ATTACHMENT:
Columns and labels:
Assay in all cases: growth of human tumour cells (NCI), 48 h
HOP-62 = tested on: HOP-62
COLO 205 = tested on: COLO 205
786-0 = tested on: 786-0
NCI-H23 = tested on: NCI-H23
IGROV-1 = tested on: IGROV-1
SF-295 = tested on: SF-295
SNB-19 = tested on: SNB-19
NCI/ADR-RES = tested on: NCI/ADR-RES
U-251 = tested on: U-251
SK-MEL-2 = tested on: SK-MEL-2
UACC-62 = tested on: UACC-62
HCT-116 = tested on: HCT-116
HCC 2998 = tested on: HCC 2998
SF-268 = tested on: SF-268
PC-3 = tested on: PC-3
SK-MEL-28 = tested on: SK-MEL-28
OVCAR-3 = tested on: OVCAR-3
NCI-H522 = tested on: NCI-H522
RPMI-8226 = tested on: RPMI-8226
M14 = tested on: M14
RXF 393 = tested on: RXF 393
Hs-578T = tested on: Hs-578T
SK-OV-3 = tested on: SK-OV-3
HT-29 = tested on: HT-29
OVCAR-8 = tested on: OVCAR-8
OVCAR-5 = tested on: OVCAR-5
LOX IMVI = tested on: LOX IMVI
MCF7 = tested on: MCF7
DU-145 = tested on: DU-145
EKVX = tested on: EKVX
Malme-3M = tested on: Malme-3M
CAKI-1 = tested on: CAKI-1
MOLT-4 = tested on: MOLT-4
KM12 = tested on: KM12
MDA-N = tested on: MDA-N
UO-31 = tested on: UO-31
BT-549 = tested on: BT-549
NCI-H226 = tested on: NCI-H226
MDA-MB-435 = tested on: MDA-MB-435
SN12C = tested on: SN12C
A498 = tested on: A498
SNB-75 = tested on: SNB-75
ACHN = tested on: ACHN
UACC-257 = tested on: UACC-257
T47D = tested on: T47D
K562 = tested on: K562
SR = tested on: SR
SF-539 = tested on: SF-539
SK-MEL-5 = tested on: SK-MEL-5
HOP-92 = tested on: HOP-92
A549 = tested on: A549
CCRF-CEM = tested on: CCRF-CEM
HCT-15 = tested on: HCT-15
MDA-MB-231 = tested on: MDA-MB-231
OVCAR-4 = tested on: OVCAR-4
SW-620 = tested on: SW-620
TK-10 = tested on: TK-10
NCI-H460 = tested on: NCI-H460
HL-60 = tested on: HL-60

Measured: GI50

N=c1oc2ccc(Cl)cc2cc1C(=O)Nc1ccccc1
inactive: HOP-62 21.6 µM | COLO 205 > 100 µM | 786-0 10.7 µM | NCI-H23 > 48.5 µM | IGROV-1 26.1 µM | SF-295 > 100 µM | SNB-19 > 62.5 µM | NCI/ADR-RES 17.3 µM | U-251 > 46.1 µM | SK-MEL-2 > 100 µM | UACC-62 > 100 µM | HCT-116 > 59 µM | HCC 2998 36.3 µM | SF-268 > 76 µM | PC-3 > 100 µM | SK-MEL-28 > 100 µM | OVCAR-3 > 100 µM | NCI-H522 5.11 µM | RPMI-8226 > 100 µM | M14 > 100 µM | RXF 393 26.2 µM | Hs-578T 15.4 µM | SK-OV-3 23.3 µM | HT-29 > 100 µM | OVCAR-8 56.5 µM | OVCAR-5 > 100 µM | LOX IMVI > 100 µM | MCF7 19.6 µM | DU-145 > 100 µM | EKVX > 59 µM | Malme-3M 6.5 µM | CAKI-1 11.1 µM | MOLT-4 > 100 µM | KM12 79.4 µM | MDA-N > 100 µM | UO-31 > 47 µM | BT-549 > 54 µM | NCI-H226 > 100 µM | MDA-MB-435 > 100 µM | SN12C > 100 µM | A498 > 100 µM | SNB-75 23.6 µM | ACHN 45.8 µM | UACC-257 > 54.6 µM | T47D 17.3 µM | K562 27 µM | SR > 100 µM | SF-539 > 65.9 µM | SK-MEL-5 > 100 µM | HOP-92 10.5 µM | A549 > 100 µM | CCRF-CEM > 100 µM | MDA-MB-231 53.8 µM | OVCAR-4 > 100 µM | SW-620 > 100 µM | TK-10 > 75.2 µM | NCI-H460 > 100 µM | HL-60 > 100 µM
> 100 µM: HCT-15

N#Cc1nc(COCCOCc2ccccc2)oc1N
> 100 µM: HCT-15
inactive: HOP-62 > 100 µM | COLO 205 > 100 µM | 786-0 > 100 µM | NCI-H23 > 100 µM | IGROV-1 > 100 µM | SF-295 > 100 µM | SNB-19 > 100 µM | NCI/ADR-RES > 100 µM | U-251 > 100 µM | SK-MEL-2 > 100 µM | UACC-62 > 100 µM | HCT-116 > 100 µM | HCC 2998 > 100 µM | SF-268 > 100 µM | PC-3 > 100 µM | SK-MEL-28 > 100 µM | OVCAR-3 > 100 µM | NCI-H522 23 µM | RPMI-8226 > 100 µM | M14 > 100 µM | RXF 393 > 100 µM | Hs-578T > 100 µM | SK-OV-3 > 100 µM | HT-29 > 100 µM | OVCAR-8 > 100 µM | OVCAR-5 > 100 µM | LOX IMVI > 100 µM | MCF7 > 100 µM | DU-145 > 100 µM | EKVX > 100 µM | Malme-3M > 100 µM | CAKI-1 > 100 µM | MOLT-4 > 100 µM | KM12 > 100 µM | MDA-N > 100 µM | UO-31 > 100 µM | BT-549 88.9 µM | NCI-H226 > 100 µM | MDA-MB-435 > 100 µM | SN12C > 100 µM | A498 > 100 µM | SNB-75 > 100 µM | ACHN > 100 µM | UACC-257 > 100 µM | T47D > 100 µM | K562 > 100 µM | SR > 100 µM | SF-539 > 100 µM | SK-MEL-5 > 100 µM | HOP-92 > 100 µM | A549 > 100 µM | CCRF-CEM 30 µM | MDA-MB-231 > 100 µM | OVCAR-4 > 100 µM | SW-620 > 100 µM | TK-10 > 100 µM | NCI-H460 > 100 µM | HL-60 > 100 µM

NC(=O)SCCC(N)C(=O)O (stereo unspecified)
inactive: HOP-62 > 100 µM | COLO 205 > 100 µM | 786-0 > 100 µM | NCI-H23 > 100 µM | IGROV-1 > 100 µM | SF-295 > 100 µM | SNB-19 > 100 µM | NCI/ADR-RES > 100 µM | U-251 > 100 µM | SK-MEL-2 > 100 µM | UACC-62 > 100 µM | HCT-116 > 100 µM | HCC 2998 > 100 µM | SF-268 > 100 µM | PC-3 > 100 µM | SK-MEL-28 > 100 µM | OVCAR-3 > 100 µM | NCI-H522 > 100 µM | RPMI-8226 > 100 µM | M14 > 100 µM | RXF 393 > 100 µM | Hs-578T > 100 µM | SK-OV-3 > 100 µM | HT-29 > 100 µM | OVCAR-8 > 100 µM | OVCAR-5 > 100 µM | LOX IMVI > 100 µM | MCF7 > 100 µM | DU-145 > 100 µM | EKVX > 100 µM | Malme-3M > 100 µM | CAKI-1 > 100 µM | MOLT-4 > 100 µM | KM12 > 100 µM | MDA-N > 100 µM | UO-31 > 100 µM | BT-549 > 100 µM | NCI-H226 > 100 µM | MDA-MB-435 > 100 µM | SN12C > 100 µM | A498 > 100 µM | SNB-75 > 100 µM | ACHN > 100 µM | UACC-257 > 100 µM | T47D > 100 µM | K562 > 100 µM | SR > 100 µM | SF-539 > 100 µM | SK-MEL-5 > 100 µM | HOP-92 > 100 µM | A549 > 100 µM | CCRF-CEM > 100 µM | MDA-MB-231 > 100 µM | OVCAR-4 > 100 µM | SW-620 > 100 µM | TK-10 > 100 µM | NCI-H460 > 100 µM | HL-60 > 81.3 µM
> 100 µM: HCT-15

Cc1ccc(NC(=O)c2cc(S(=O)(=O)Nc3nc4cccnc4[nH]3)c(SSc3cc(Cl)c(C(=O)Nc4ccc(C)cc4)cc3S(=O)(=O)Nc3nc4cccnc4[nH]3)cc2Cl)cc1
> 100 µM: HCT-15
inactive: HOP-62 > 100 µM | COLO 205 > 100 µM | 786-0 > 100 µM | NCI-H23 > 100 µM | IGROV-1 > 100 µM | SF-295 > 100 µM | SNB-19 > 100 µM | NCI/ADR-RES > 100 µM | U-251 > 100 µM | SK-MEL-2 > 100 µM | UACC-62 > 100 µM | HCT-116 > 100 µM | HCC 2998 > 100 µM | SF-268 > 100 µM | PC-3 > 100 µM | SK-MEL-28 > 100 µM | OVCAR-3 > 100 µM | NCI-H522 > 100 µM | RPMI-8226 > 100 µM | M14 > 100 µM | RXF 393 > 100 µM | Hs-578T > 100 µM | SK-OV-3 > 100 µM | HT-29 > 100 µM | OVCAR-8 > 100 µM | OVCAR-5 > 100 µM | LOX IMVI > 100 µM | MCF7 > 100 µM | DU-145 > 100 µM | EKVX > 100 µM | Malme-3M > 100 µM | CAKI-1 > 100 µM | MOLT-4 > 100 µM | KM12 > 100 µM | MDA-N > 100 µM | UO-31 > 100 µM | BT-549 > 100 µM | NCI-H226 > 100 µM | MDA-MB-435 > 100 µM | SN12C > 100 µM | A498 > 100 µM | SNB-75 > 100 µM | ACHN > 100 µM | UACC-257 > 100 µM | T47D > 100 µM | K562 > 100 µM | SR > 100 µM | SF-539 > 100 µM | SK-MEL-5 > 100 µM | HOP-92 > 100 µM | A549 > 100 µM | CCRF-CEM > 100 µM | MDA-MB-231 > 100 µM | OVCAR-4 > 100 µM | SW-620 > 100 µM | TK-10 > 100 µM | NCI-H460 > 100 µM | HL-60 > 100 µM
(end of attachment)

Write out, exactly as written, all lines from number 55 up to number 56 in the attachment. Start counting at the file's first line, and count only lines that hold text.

HCT-15 = tested on: HCT-15
MDA-MB-231 = tested on: MDA-MB-231